So yesterday I went on a school tour. I loved it. I wasn't expecting to love it, but there I was, watching kindergarten children singing in Spanish in trailers turned into classrooms and I was like, I don't know, head over heels. I could just see my daughter springing around a room like that, so excited to learn more words, and in Spanish!
I should explain. The tour was of a dual-language program, Spanish-English. In kindergarten, the kids spend 80 percent of their time learning in Spanish and 20 percent in English. In first grade it moves to 50-50. Going in to the tour I was more curious about the dual language thing. Now, obviously, I'm besotted. I love the idea of a Spanish-English program, for many reasons (learning a second language, I think, opens your mind in an ineffable way -- there's not just one way to speak or be understood or simply be, never mind the fact that so many people speak Spanish and I feel like, shouldn't we all try, at least a little?)
And those trailers? Can I just say, they were really nice. And the teachers? Some serious bright lights.
So what's the down side? Well, this program is in a public school in my district but not my zone. Because it's in my zone, there's a way to get in, but no one yet knows what the acceptance process will be. We all just have to wait for the Department of Education to tell us. But you know what's worse than not knowing how I might get my daughter into the school? What's worse is the math.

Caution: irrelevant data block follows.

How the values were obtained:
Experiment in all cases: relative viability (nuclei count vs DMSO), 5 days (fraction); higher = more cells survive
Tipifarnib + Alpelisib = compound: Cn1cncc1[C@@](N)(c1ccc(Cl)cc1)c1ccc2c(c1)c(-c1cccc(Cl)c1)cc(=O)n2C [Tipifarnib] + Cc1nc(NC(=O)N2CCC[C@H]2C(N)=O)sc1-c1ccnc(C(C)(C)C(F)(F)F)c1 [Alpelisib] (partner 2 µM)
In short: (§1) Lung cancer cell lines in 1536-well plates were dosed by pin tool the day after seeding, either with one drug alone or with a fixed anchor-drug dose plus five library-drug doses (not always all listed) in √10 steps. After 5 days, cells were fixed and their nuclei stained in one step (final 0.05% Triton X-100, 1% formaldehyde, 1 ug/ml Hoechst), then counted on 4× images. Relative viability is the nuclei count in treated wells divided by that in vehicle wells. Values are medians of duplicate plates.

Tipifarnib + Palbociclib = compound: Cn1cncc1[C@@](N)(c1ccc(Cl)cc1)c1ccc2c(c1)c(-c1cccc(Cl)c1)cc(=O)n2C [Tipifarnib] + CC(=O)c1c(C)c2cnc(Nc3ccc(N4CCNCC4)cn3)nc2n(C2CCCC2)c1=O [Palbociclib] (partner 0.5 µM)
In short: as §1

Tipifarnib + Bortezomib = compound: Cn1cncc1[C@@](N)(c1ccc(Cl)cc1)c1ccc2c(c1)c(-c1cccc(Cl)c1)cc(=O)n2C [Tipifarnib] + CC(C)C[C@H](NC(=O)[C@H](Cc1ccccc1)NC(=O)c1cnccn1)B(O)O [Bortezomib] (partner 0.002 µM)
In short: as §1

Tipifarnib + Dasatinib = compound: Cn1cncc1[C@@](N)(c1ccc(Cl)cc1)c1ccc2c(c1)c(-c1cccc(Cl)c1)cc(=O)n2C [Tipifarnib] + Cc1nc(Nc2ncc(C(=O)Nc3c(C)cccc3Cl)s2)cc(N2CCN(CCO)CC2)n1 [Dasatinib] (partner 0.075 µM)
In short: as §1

There are two dual-language kindergarten classrooms at this school. I believe each class will have 24 kids, although I heard 20 as a number, too. They want to split the classes 50-50 between Spanish dominant/bi-lingual kids and English dominant (and monolingual) kids. Then they want to have gender parity. So, there will be, essentially, 24 slots for monolingual English children like mine, and of those, 12 slots for girls. Did I mention this is a New York City public school? I don't even know how many people apply or what the odds are, but not so good feels like a pretty good bet.
On the bright side, it's nice to fall in love. On the not so bright side, love means hope suspended, even with Kindergarten.